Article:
Date of Award
Doctor of Philosophy (PhD)
Thomas E. Alberts
David E. Reubush
Relative-moving boundary problems have a wide variety of applications. They appear in staging during a launch process, store separation from a military aircraft, rotor-stator interaction in turbomachinery, and dynamic aeroelasticity.
The dynamic unstructured technology (DUT) is potentially a strong approach to simulate unsteady flows around relative-moving bodies, by solving time-dependent governing equations. The dual-time stepping scheme is implemented to improve its efficiency while not compromising the accuracy of solutions. The validation of the implicit scheme is performed on a pitching NACA0012 airfoil and a rectangular wing with low reduced frequencies in transonic flows. All the matured accelerating techniques, including the implicit residual smoothing, the local time stepping, and the Full-Approximate-Scheme (FAS) multigrid method, are resorted once a dynamic problem is transformed into a series of “static” problems. Even with rather coarse Euler-type meshes, one order of CPU time savings is achieved without losing the accuracy of solutions in comparison to the popular Runge-Kutta scheme. More orders of CPU time savings are expected in real engineering applications where highly stretched viscous-type meshes are needed.
The applicability of DUT is also extended from transonic/supersonic flows to hypersonic flows through special measures in spatial discretization to simulate the staging of a hypersonic vehicle.
First, the simulations in Mach 5 and Mach 10 flights are performed on the longitudinal symmetry plane. A network of strong shocks and expansion waves are captured. A prescribed two-degrees-of-freedom motion is imposed on the booster and the adapter to mimic the staging.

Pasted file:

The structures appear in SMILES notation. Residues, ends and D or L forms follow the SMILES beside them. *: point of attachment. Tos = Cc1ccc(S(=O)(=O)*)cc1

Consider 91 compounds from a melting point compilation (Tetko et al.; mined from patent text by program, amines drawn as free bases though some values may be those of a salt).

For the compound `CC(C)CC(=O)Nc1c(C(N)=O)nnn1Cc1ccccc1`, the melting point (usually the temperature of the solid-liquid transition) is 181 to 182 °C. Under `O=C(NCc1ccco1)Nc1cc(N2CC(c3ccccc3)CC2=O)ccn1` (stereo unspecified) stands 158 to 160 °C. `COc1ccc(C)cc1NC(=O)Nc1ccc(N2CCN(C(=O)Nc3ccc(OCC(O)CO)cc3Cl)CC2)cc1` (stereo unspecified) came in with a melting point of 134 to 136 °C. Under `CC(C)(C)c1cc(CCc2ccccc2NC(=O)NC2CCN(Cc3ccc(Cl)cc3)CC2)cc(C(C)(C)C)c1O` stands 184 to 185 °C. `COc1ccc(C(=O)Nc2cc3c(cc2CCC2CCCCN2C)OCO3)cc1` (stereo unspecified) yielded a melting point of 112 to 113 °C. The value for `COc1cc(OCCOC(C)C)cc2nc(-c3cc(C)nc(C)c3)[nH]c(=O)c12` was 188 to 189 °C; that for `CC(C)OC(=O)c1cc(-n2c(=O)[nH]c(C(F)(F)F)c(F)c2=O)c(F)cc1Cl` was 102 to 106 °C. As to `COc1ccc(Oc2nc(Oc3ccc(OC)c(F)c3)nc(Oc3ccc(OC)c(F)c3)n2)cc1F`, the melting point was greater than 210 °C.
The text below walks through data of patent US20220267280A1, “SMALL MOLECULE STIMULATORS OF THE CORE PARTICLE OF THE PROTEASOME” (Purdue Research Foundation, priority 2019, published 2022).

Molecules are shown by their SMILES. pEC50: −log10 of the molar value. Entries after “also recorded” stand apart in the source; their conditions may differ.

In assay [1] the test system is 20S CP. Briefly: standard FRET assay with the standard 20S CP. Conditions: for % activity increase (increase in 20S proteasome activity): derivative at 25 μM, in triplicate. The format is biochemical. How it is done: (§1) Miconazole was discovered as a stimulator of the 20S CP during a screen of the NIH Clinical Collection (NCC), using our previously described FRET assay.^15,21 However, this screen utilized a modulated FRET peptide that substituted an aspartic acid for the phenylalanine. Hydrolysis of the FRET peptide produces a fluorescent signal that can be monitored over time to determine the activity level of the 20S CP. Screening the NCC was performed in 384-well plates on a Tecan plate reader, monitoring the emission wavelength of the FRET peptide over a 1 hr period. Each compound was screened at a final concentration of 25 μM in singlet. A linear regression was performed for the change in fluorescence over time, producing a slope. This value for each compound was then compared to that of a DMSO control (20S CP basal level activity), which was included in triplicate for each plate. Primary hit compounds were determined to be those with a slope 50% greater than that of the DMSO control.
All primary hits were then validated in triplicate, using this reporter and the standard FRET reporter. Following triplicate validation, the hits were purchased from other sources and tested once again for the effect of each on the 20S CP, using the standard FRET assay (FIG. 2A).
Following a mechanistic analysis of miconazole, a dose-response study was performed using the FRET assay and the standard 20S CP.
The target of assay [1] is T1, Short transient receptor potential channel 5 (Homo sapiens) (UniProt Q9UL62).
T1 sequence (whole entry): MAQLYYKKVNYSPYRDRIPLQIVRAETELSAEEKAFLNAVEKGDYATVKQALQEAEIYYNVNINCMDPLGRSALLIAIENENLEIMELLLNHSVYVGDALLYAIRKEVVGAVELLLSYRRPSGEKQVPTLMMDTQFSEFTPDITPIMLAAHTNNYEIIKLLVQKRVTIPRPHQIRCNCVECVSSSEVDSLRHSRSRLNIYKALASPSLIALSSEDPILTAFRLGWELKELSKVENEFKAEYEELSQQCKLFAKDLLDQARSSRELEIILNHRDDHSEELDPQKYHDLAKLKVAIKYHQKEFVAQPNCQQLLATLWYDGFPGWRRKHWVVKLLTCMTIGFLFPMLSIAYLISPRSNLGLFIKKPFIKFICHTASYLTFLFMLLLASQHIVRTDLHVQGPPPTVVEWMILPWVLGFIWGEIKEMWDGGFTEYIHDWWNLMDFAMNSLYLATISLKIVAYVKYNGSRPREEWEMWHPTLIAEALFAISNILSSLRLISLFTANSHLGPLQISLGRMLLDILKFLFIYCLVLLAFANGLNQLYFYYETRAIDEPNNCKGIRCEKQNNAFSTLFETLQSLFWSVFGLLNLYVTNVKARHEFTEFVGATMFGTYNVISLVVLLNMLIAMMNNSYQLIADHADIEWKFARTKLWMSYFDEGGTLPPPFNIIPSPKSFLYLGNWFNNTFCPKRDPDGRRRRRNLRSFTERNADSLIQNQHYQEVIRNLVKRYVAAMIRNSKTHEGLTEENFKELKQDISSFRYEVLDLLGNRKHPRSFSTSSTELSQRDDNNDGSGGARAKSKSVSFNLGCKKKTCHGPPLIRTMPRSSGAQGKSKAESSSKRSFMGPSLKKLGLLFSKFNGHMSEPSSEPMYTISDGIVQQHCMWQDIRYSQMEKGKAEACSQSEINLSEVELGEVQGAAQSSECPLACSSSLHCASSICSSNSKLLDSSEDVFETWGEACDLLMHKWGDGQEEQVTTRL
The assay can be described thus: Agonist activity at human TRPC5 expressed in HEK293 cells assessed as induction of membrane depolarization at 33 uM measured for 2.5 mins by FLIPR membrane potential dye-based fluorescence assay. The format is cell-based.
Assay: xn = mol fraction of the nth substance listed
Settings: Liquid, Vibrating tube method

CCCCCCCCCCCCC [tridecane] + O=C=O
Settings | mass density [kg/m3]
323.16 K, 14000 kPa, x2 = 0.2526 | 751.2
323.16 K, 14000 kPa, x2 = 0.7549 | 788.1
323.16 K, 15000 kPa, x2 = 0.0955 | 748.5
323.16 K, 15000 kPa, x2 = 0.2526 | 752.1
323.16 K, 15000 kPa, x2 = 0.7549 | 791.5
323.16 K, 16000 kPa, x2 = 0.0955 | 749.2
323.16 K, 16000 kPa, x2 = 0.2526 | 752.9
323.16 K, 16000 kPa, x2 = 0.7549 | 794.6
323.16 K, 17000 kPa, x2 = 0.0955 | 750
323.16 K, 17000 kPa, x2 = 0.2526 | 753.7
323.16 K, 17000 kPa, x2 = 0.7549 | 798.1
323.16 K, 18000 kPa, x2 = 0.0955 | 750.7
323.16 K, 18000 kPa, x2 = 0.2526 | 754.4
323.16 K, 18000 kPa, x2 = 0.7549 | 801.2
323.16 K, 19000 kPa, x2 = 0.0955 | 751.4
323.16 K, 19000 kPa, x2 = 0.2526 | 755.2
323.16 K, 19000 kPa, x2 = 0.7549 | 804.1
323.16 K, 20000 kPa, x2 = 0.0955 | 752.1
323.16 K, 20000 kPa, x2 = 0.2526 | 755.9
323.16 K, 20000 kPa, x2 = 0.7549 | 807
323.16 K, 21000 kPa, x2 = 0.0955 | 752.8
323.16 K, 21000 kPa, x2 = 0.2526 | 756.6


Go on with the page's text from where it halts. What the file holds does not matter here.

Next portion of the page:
Then, a 3-D static Euler solver with an efficient edge-based data structure is modified for time-accurate flows. The overall history of aerodynamic interference during the staging in Mach 5 flight is obtained by an animation method, consisting of six static solutions along the assumed stage path. From the animation method, the following conclusions are made. After the booster and the adapter move away from the research vehicle by 60% vehicle length, their effects on the research vehicle are confined to the wake flow of the research vehicle. The aerodynamic forces on the research vehicle converge to the values in free flight when the booster is away from the research vehicle by 1.77 times vehicle length. The aerodynamic interference is a highly nonlinear function in terms of the distance between the vehicle, the booster, and the adapter.
Finally, two dynamic computations are performed when the booster and the adapter are extremely close to the research vehicle. It is observed from these 3-D dynamic computations that as the stage separation advances, the aerodynamic interference becomes less sensitive to further relative motions.
"Efficient Dynamic Unstructured Methods and Applications for Transonic Flows and Hypersonic Stage Separation"
(1999). Doctor of Philosophy (PhD), dissertation, Aerospace Engineering, Old Dominion University, DOI: 10.25777/wz76-1x95